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Mice Provide Important Clues To Obsessive-compulsive Disorder

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Mice born without a key brain protein compulsively groom their faces until they bleed and are afraid to venture out of the corner of their cages. When given a replacement dose of the protein in a specific region of the brain, or the drugs used to treat humans suffering from obsessive-compulsive disorder (OCD), many of these mice seem to get better.

SAPAP3 knockout mouse has a raw bald patch on its face from compulsive grooming behavior. (Credit: Guoping Feng, Ph.D., Duke University)

Duke University Medical Center investigators, in their basic research into how individual brain cells communicate with each other, discovered serendipitously that mice with a genetic mutation that prevents their brain cells from producing one key protein exhibited OCD-like behavior.

The finding may have uncovered important clues about a possible mechanism for OCD, a debilitating psychiatric condition affecting up to 2 percent of the world’s people.

The international team of researchers, led by Duke molecular geneticist Guoping Feng, Ph.D., reported its findings in the August 23 issue of the journal Nature. The research was supported by the National Institutes of Health, the McKnight Endowment Fund for Neuroscience, and the Hartwell Foundation.

“The mice that could not produce this protein exhibited behaviors similar to that of humans with OCD, a compulsive action coupled with increased anxiety,” Feng said. “We obviously cannot talk to mice to find out what they are thinking, but these mutant mice clearly did things that looked like OCD.”

OCD is one of the most common psychiatric disorders in the world. It is marked by persistent intrusive thoughts (the obsession), repetitive actions (the compulsion) and anxiety. The severity OCD varies widely from person to person, and while the neurobiological basis of the disease is unknown, there are indications that genetics play a role, Feng said.

In their experiments, the Duke team focused on a portion of the brain known as the striatum, an area that controls the planning and execution of movement, as well as other cognitive functions. It is in many ways “the decider.” In normal brains, a protein known as SAPAP3 is crucial for nerve signals to travel from one nerve cell to another across the synapse, the gap between the cells.

“This protein is important for allowing messages to cross synapses, and it is produced at high levels in the cells that make up the striatum,” Feng explained. “When we looked closely at the brain cells of these mutant mice, we found that there were defects in the synapses.

“When we returned the protein into the striatum of brains of the mutant mice, the synaptic defects were repaired and their OCD-like behaviors subsided,” Feng continued. “This is the first direct evidence that a synaptic defect in the striatum caused these OCD-like behaviors.”

The researchers also found that a class of drugs known as selective serotonin reuptake inhibitors (SSRI) reduced the anxiety levels and suppressed the over-grooming in the mutant mice, further suggesting that what they observed in mice may also be analogous to human OCD. Serotonin, like SAPAP3, is one of many neurotransmitters, chemicals involved in nerve cell communication.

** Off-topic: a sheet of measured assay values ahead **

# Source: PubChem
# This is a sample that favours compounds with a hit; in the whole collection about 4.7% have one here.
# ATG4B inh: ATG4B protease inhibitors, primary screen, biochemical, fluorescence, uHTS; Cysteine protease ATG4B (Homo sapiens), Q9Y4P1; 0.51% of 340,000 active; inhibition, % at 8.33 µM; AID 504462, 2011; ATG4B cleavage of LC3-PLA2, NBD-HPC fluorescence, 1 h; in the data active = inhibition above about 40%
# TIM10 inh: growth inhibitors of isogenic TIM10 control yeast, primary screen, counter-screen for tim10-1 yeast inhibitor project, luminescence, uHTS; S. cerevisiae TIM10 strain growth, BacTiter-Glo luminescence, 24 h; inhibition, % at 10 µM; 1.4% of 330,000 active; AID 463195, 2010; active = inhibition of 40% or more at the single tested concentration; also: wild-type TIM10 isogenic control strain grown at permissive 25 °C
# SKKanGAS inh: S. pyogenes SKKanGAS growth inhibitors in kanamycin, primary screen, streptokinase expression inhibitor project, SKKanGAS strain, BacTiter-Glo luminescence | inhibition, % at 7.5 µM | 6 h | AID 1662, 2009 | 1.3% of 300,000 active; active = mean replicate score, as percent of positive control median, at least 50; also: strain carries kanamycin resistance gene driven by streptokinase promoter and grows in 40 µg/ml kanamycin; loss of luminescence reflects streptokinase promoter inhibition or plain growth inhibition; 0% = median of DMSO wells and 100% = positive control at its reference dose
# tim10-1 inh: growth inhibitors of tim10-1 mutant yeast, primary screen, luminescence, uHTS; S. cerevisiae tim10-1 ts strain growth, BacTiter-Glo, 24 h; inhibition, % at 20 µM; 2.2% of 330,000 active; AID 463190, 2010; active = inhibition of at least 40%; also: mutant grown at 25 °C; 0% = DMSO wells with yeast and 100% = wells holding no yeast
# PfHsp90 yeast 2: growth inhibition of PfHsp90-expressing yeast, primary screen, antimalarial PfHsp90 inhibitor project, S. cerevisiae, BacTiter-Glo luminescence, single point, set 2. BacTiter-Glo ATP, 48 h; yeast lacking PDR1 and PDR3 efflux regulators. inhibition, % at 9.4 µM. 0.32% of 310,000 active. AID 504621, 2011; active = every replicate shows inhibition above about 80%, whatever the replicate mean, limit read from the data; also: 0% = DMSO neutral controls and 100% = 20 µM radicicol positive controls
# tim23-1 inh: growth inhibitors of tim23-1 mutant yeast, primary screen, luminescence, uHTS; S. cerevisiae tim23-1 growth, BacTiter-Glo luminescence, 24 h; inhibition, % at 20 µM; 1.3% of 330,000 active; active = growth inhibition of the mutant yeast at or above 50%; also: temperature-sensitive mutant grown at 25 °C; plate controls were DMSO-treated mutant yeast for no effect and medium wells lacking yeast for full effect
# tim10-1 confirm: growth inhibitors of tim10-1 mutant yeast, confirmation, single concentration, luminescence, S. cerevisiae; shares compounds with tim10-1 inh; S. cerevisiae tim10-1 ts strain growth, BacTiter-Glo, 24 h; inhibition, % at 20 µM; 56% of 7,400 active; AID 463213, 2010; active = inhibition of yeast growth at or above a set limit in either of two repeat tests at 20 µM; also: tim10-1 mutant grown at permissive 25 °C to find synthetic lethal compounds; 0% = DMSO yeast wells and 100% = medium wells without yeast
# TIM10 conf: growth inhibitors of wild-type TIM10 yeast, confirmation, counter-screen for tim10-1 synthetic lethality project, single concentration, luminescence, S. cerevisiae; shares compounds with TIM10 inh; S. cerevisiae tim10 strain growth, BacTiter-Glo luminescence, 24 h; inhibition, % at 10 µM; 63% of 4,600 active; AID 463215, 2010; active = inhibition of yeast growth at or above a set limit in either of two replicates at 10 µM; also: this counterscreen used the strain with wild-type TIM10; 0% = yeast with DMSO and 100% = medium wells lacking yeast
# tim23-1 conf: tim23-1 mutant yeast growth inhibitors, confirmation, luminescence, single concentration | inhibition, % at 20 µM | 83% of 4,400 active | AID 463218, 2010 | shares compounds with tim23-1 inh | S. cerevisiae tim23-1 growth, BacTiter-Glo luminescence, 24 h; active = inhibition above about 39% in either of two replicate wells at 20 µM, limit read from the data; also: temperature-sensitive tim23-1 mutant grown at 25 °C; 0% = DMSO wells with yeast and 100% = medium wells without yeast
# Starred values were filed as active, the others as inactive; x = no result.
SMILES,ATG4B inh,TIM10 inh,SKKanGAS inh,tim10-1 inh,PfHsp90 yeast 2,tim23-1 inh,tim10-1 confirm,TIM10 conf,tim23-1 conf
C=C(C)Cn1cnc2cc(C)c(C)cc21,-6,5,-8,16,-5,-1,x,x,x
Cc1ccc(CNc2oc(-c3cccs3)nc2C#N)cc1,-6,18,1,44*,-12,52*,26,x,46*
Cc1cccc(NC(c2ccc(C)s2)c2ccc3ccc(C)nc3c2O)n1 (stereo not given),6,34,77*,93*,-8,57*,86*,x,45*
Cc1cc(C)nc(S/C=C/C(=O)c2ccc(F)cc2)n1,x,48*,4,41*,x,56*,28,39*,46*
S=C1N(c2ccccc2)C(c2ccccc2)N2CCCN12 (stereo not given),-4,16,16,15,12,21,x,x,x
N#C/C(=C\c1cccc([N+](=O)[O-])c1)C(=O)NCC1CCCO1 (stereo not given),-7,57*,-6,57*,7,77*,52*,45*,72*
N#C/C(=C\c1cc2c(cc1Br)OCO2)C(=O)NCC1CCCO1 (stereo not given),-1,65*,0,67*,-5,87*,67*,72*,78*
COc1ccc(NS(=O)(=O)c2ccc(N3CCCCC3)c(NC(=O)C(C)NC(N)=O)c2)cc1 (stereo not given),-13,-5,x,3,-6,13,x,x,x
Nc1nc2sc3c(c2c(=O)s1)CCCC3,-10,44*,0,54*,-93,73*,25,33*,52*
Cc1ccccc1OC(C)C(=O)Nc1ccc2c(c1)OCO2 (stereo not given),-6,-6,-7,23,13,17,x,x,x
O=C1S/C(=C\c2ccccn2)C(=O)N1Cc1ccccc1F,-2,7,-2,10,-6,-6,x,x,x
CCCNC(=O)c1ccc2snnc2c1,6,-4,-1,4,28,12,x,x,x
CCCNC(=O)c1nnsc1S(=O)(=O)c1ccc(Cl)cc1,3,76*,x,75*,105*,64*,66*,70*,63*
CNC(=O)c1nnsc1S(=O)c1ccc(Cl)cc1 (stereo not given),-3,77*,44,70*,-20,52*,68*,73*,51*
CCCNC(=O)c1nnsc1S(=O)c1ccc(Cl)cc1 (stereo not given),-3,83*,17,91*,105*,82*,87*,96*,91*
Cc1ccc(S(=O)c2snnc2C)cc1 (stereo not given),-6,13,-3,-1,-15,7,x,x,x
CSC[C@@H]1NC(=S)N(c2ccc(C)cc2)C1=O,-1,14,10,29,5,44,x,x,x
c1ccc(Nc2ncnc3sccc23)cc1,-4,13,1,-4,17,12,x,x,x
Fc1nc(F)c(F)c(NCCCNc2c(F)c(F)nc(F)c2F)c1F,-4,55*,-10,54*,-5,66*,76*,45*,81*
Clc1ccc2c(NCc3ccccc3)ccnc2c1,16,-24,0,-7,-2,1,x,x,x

While SSRIs are the most commonly prescribed drug for humans with OCD, they are only effective for about half the patients, suggesting to Feng that many pathways involving different neurotransmitters are likely involved.

Feng and other colleagues at Duke are currently looking for additional gene variations that may affect how nerve signals cross synapses, and they are also beginning studies to determine if the gene mutant they discovered in mice plays a role in humans with OCD.

Nature. 2007 Aug 23;448(7156):894-900.

Cortico-striatal synaptic defects and OCD-like behaviours in Sapap3-mutant mice.

Welch JM, Lu J, Rodriguiz RM, Trotta NC, Peca J, Ding JD, Feliciano C, Chen M, Adams JP, Luo J, Dudek SM, Weinberg RJ, Calakos N, Wetsel WC, Feng G.

Department of Neurobiology, Center for Translational Neuroscience, Duke University Medical Center, Durham, North Carolina 27710, USA.

Obsessive-compulsive disorder (OCD) is an anxiety-spectrum disorder characterized by persistent intrusive thoughts (obsessions) and repetitive actions (compulsions). Dysfunction of cortico-striato-thalamo-cortical circuitry is implicated in OCD, although the underlying pathogenic mechanisms are unknown. SAP90/PSD95-associated protein 3 (SAPAP3; also known as DLGAP3) is a postsynaptic scaffolding protein at excitatory synapses that is highly expressed in the striatum. Here we show that mice with genetic deletion of Sapap3 exhibit increased anxiety and compulsive grooming behaviour leading to facial hair loss and skin lesions; both behaviours are alleviated by a selective serotonin reuptake inhibitor. Electrophysiological, structural and biochemical studies of Sapap3-mutant mice reveal defects in cortico-striatal synapses. Furthermore, lentiviral-mediated selective expression of Sapap3 in the striatum rescues the synaptic and behavioural defects of Sapap3-mutant mice. These findings demonstrate a critical role for SAPAP3 at cortico-striatal synapses and emphasize the importance of cortico-striatal circuitry in OCD-like behaviours.

PMID: 17713528 [PubMed – in process]


Written by huehueteotl

August 27, 2007 at 8:54 am

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